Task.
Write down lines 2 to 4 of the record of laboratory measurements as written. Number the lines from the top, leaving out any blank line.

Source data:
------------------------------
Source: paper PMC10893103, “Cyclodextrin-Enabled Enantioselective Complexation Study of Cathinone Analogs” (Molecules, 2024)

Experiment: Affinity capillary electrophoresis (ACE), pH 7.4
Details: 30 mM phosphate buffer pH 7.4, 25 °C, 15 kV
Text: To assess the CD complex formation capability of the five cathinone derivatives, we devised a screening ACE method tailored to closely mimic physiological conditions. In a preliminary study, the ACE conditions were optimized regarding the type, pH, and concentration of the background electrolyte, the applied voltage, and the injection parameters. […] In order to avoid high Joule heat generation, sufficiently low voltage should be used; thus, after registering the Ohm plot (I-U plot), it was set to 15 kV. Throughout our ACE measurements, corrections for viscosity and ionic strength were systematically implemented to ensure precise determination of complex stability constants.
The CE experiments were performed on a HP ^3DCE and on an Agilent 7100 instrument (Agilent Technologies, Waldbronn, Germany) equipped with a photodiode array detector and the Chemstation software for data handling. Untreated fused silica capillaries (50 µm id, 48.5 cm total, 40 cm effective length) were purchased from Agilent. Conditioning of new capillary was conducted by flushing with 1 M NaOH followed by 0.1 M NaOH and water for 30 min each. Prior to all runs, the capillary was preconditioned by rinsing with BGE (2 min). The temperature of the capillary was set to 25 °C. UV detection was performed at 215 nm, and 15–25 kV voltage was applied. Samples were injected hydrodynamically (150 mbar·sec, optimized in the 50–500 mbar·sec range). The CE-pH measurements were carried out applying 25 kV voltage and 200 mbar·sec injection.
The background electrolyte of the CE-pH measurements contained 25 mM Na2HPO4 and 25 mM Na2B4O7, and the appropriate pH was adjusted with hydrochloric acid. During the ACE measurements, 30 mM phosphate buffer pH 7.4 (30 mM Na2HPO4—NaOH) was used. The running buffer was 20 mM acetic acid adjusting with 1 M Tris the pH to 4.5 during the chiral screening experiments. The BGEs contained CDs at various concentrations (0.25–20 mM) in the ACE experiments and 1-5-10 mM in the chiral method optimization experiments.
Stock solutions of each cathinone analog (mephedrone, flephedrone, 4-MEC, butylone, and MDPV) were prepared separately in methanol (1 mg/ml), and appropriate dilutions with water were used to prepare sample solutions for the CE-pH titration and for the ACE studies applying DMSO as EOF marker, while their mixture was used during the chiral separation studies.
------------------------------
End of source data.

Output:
Experiment: Affinity capillary electrophoresis (ACE), pH 7.4
Details: 30 mM phosphate buffer pH 7.4, 25 °C, 15 kV
Text: To assess the CD complex formation capability of the five cathinone derivatives, we devised a screening ACE method tailored to closely mimic physiological conditions. In a preliminary study, the ACE conditions were optimized regarding the type, pH, and concentration of the background electrolyte, the applied voltage, and the injection parameters. […] In order to avoid high Joule heat generation, sufficiently low voltage should be used; thus, after registering the Ohm plot (I-U plot), it was set to 15 kV. Throughout our ACE measurements, corrections for viscosity and ionic strength were systematically implemented to ensure precise determination of complex stability constants.